Do as I say, not as I do.
This must be an unspoken rule in Hollywood, because celebrities are absolutely notorious for preaching one thing and doing the complete opposite. Several prime examples occurred last Sunday at the Oscars, but fans quickly dismissed these contradictions, while haters pointed them out.
Leonardo DiCaprio won his first Oscar, and many critics were quick to praise him on his ability to use the special moment to promote social awareness about a cause close to his heart: environmental concerns.
But those of us who aren’t under the spell of America’s sweetheart were on standby with a montage of pictures showcasing DiCaprio partaking in the exact activities he just publically stated he opposes.
He spoke of the harmful effects of man-made global warming and greed with urgency, yet he comfortably vacations in the French Riviera or Caribbean on luxurious yachts, which are powered by twin diesel motors.
Even the Oscar host took part in the hypocrisy. Chris Rock said he was understanding of the
#OscarsSoWhite controversy and boycott, yet his jokes throughout the night undermined his seemingly supportive stance. It’s difficult to sprinkle serious matters amongst a joke-filled monologue, but the head-on method served a greater purpose in realizing the extent of the issue at hand.
Whether or not Rock was ridiculing racism or dismissing it, the stunned silences and gasps from the crowd were far more powerful than his confusing attitude toward diversity in Hollywood.
And Mark Ruffalo isn’t going to get off easily, either. The actor said he was in support of the Oscar boycott, but ultimately attended the Oscars and eagerly took the stage when his movie “Spotlight” won Best Film. If he felt that passionately about the injustices of white privilege, he wouldn’t have attended.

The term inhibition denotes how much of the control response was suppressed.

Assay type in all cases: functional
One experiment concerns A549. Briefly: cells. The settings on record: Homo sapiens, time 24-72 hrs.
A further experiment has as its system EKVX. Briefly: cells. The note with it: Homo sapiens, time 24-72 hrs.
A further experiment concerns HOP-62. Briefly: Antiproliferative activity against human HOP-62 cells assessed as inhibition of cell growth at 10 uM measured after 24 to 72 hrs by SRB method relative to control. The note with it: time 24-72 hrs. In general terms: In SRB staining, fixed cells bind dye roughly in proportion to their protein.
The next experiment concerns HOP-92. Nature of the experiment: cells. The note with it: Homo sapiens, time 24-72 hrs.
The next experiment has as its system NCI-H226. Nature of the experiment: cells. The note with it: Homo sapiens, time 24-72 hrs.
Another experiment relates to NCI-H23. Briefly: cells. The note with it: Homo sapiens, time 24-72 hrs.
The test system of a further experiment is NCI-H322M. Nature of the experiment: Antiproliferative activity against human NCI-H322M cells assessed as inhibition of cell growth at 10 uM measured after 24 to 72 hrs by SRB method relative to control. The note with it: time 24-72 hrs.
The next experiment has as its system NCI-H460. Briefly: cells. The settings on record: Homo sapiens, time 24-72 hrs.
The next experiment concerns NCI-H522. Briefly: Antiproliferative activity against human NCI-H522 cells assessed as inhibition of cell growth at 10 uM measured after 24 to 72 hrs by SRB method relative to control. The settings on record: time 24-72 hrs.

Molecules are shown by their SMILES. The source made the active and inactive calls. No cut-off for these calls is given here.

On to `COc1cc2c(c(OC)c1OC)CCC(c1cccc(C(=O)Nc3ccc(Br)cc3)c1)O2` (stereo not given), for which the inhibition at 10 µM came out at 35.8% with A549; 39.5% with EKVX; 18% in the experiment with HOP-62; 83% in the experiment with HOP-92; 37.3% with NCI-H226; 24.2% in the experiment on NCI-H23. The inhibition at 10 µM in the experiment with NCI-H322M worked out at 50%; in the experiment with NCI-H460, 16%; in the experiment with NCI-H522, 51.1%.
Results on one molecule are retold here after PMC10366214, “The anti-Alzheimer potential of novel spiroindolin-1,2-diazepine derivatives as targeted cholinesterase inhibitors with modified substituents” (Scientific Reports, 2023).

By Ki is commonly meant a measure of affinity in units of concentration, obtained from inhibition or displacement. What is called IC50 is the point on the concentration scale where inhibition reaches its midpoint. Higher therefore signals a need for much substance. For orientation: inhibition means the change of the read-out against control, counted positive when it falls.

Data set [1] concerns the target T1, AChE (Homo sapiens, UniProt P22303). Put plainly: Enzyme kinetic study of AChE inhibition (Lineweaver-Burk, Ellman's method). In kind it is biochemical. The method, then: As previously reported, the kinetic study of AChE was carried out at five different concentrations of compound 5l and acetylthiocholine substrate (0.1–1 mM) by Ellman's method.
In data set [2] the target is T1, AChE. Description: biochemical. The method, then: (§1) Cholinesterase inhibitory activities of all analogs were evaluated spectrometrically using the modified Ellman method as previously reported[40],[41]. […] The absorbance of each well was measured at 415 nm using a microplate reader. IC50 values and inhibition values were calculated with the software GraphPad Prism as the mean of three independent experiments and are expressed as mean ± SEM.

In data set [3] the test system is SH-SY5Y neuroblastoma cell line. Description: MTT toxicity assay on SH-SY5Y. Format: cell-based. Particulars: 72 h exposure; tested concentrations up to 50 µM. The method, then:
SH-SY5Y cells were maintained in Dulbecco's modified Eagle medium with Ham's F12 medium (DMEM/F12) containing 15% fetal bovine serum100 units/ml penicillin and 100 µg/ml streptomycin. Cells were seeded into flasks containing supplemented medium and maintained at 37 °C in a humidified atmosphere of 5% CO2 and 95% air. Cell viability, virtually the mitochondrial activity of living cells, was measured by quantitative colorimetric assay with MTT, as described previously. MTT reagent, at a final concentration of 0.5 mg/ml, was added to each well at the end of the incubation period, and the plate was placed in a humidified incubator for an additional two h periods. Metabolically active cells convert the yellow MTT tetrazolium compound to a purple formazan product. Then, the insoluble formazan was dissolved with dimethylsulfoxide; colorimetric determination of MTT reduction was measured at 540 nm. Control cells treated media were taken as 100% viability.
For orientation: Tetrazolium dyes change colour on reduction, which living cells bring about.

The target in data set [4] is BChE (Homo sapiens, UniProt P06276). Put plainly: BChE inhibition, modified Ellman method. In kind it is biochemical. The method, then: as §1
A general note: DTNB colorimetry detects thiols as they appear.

The same can be said about the whole slew of celebrities who vote Democratic and urge income equality, but their net worths are obscene. Why do you hate the system that made you rich in the first place? The majority of the Democratic party include the likes of the über rich or über poor because the rich can afford to only concern themselves with idealistic social plans, and the poor will benefit off them.
Michael Moore is one of those people who publicly condemns capitalism but is in fact a capitalist himself. With nine homes, a private plane and net worth of $50 million, it’s hard to assert yourself as a common man and get away with it. The same can be said about Bruce Springsteen, who advocates a division of wealth but also claims his acreage near his New Jersey estate is a farm, so he doesn’t have to pay enormous taxes.
Some of my personal favorites are from the likes of those celebrities who aren’t even trying to be hypocritical; they’re just plain stupid.
Miley Cyrus famously announced, “drugs are for idiots, and I’m never going to be that person,” but, she is now the poster child for marijuana. Megan Fox complains about being viewed as a sex symbol because it makes her feel “powerless” and “devalued,” but continually poses in lingerie during photo shoots and willingly chooses films where her only role is to be sexy. And then we have Paris Hilton, who was a part of a campaign called ‘Vote or Die’ to encourage young people to vote, but she was never a registered voter, and ultimately failed to do so.
We have hypocrites about marriage (Dr. Phil, Jennifer Aniston), gun control (Matt Damon, Rosie O’Donnell, Toby Keith, Jamie Foxx) and PETA supporters who wear animal furs (Pink, Justin Bieber).
I know this isn’t saying much, but celebrities should be as socially responsible as politicians. They have powerful platforms, and it is their duty as prominent figures in society to speak genuinely and truthfully.
Lance Armstrong shouldn’t be preaching a “Livestrong” lifestyle while ‘roiding up. Caitlyn Jenner should not be the face of the transgender community when she isn’t in support of gay marriage.
If politicians aren’t going to be honest and neither are the celebrities, who can we confidently look to for guidance in creating and sustaining a better society?